When I was a student leader, I told myself that I wouldn’t be the alumni always talking about how things were “back in my day”. That’s counterproductive. I pledged to always work with future HBCU leaders to identify problems and come up with effective solutions so everyone can win. That’s what I’ve dedicated my nearly two years post-grad doing. Yet, I’ve started to see trends that signal that we are heading to a horrible place in our student advocacy. And if we head to that sunken place, the concept of what a student leader is supposed to be will be irreparable.
The rise of Kamala Harris and Terrence J is a perfect example of student leadership. They served in leadership positions within their institutions and achieved immense success. You’d think these success stories would power the urge to serve our Historically Black Colleges and Universities. You’d think seeing an HBCU educated woman become the Vice President of the United States would inspire a surge of leaders ready to start their journey towards history. We’ve seen the opposite. Student leadership isn’t about advocacy anymore. It’s about accolades; it’s about accumulating the hours that you need to pledge. It’s about accentuating yourself to get likes and followers.
We’ve seen a rise in unopposed races for SGA and Royal Court positions over the last couple of years. I don’t think it’s a coincidence. Do students respect these positions? We’re so caught up in what we want individually that we don’t cater to the needs of the students and communities that we serve. Isn’t that what we criticize politicians for? Wasn’t the movement this past election to get leaders that understand our experiences and can advocate for us? Yet, we don’t hold ourselves to that same standard.
Standard is the most important word in this equation. What is the legacy that we’re leaving generations of leaders to follow? Constantly, I see HBCU Leaders being used like puppets by organizations that could care less about them. It’s all good vibes because you get to be seen though right? Our constant need to be the center of attention has made our culture no different than a high school lunchroom on TV. Campaign Week is nothing more than a huge costume party as people race to see how many endorsements they can get as if that is what shows your university that you’re right to serve them.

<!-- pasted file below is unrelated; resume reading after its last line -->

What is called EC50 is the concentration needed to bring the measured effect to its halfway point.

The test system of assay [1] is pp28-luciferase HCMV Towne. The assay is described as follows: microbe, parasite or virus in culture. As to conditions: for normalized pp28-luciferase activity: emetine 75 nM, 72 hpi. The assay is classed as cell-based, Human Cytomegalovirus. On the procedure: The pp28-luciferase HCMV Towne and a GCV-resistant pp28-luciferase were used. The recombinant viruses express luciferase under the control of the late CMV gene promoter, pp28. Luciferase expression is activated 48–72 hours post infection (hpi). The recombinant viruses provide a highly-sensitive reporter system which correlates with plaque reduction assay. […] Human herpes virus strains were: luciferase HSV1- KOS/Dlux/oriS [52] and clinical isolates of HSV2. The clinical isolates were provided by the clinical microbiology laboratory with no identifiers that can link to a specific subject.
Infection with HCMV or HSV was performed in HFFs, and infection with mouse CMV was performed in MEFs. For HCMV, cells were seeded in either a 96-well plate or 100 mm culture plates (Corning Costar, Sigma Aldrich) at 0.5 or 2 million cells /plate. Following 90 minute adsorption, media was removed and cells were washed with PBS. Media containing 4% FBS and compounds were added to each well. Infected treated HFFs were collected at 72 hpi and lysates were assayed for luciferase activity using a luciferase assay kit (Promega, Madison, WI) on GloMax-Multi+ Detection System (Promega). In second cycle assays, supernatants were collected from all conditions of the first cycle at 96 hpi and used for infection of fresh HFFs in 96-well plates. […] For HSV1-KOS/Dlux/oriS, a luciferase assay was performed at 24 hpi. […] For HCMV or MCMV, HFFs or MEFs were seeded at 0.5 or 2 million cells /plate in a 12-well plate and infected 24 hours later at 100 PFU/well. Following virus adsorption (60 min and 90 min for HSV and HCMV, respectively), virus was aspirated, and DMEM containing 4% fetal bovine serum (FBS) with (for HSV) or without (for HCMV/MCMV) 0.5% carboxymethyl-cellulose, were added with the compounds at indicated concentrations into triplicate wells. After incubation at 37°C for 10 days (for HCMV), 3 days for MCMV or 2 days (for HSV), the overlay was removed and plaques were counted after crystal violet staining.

Social media has been our biggest tool and worst enemy. Instead of fixing our problems at our institutions we compare ourselves to others. We network with no sense of purpose and would rather hop on a TikTok challenge than think of ways to change the fabric of our surroundings. Student leadership is powerful. We’re the first faces that prospective students see when they walk on our campuses. We can shape legislation that controls the fabric of student life. We set the culture that influences how students perceive their collegiate experience. Why don’t we see our power?
When we start to recognize the importance of what we do, that’s when we will start to see the renaissance of leadership on our campuses. We must hold ourselves to a higher standard. That standard should start the first time we walk on campus. However, everyone’s journey is different and that’s ok. At the very least, the standard should start once we campaign for our positions. And, when we get in these positions, Maybe then we’ll get to where we’re supposed to be.
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